Note: this release was originally purchased as an LP, later replaced by a CD.
Before we get to the music, let's look at this recording's lineage. In 1956, this album was released on vinyl as Spike Jones Xmas Spectacular (click photos to enlarge).
There's a rumor that it was re-released in 1963 as 35 Reasons Why Christmas Can Be Fun (Verve MG V-8564) but I can neither confirm nor deny that record's existence.
In 1970, the album was reissued, this time the original monaural recordings had been "electronically recorded to simulate stereo" and the album had a new title: Let's Sing A Song Of Christmas.
In 1988, Rhino reissued the album in hand today. Music exactly the same, but a new title, graphics, and liner notes.
And not one mention anywhere about the earlier releases. I expect more from Rhino.
Finally, in 1998, Verve reissued the album on CD with different cover art while reverting to the Let's Sing A Song Of Christmas title. Liner notes by Richard Carpenter. This is the version that's readily available as of this writing, but other than the stereo/mono mixes, there's no difference in any of the releases.
One of my all-time favorite Christmas albums is Christmas Portrait by The Carpenters. In writing about that album, Richard Carpenter admits that "to a degree, our project was patterned after a favorite of ours: Spike Jones’s 1956 'Xmas Spectacular', in that it features more than the average album's number of songs, both sacred and secular, along with some top-notch choral singing." Good enough for me - that's why I bought the LP and now the CD. And once you've heard both the Spike Jones and Carpenters albums, you'll immediately hear the similarities in song selection and arrangements, particularly in the numerous medleys. If you're as big a fan of the Carpenters' disc as I am, you owe it to yourself to listen to this album at least once.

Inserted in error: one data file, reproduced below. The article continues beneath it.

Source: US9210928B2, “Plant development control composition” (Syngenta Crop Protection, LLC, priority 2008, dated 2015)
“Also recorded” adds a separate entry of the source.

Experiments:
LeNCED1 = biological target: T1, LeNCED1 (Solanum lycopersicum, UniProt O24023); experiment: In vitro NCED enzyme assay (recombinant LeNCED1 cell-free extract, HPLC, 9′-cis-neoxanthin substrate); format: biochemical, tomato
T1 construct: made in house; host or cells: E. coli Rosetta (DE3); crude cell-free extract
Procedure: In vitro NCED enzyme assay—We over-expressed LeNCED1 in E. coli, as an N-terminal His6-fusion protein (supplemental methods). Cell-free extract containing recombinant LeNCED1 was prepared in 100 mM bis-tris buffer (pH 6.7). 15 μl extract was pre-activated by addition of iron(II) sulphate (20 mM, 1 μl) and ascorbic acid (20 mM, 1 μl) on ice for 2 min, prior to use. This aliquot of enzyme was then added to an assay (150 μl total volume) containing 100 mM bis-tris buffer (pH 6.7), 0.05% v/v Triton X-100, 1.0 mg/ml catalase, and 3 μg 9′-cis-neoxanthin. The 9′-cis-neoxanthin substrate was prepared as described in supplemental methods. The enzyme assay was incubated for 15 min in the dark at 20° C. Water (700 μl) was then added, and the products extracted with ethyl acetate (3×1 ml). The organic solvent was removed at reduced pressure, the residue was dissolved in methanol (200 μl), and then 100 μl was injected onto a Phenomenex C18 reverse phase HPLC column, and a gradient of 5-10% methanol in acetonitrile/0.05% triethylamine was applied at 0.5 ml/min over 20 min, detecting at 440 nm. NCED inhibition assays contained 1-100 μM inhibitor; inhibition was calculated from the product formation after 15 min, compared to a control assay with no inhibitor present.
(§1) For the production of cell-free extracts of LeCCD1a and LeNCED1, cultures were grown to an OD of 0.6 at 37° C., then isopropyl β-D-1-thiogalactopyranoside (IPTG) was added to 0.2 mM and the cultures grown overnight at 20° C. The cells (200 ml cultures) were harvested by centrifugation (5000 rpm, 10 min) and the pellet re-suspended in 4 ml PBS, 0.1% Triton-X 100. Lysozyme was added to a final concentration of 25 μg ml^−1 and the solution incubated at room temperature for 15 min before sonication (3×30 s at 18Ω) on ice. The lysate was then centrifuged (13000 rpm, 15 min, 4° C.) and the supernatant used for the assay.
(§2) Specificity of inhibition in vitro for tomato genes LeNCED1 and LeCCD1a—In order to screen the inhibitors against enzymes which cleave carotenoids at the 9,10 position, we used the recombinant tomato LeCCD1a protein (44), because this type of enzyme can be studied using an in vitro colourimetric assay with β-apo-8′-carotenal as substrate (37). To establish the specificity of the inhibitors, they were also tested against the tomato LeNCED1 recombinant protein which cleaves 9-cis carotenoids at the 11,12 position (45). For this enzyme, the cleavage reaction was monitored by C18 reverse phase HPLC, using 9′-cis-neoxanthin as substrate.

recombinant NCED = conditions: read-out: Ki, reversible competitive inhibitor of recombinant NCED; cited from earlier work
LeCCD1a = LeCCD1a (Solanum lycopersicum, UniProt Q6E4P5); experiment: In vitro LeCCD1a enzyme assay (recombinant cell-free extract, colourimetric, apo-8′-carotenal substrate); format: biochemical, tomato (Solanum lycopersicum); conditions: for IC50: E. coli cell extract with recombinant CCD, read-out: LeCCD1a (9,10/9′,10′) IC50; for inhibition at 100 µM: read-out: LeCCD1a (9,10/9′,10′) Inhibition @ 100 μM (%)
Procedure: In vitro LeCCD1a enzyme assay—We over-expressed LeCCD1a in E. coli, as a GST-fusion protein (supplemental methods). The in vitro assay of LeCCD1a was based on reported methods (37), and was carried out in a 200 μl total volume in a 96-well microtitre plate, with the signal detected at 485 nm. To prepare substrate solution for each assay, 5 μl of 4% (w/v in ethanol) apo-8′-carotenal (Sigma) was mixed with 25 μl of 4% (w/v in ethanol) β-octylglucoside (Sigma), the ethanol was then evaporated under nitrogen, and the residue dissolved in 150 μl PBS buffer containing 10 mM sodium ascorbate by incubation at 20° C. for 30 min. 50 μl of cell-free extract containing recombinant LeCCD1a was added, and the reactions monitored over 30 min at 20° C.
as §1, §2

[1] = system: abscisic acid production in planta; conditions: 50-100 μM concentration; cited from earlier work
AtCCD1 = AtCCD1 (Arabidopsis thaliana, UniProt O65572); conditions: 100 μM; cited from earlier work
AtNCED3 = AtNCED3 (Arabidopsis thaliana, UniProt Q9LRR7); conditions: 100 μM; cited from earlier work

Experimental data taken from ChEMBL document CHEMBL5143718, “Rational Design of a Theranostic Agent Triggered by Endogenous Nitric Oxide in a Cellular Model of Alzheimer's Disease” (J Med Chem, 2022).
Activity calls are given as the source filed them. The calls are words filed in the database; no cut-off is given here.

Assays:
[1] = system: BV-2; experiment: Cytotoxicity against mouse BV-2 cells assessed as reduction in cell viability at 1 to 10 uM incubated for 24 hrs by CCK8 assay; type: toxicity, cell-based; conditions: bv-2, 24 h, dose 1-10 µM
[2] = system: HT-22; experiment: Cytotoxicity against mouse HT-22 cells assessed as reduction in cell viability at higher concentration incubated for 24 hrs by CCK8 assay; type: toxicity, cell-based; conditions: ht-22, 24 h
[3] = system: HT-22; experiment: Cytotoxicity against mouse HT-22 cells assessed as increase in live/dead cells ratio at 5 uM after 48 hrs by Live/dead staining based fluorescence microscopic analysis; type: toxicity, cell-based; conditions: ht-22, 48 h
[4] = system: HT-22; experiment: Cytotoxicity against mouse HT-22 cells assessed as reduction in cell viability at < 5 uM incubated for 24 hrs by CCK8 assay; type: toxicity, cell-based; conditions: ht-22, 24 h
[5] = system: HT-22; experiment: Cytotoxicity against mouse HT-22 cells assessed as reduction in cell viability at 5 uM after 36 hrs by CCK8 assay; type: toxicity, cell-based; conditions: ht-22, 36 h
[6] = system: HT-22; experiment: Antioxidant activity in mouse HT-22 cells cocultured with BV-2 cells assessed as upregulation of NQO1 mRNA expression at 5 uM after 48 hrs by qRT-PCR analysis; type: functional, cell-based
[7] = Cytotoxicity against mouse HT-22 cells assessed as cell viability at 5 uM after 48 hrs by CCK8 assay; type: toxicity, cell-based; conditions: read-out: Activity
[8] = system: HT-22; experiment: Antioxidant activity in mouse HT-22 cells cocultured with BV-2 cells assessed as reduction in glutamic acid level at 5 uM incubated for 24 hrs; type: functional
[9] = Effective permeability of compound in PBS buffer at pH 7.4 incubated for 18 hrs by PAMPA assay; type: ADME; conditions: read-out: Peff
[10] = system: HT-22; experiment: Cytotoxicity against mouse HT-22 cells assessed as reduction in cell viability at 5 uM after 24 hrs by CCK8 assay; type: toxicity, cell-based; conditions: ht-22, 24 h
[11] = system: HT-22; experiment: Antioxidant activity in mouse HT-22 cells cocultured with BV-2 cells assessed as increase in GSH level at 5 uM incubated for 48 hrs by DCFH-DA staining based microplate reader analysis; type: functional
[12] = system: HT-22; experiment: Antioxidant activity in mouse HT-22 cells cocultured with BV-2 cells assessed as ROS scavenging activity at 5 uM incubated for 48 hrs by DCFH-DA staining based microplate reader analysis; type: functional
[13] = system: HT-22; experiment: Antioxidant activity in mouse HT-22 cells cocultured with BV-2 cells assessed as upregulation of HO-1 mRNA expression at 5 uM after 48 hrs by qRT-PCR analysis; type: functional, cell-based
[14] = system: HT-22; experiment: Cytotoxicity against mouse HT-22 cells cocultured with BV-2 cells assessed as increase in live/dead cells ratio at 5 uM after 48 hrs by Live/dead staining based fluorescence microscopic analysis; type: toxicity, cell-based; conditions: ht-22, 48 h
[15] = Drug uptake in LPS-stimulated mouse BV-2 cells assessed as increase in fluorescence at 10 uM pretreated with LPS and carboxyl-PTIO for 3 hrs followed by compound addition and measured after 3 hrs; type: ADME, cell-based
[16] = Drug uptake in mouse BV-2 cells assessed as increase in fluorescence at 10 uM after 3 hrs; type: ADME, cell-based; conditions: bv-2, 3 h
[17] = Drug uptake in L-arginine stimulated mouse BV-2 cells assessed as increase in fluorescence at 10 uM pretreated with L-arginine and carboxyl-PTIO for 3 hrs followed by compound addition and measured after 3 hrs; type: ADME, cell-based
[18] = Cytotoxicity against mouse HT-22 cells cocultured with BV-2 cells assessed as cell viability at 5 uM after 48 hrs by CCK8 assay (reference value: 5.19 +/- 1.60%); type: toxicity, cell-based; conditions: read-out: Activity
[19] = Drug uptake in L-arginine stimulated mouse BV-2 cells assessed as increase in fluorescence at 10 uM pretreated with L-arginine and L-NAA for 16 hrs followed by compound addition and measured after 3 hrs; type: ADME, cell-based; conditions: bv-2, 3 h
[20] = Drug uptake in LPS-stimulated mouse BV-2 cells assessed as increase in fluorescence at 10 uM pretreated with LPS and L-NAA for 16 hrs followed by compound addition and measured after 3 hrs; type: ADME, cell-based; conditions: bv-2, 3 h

This isn't a typical Spike Jones album with all the musical comedy trappings. Sure, there's the occasional kazoo, gulps, Pig Latin, random sound effects, and novelty song, but it's mainly an easy-listening choral album (think Ray Conniff with a sense of humor) and a good one at that. In other words, Spike plays it (mostly) straight for a change.
Peak on the US Billboard Top 200 chart: Did not chart
Tracks: 21 tracks, 51 minutes. My favorites are Silent Night, Sleigh Ride, Snow Medley, Deck The Halls Medley, White Christmas Medley (I see a pattern developing here), Frosty The Snowman, Hark Medley, Victor Young Medley, Here Comes Santa Claus, and What Are You doing New Year's Eve?. The novelty songs aren't great, but provide a little variety. Most tracks are around 2 minutes in length, so everything moves pretty fast.
Personal Memory Associated with this CD: None, but it sounds exactly like the kind of music my father would put on the reel-to-reel player when the family decorated the tree in the early '70s.
|Me and my mother, 1970|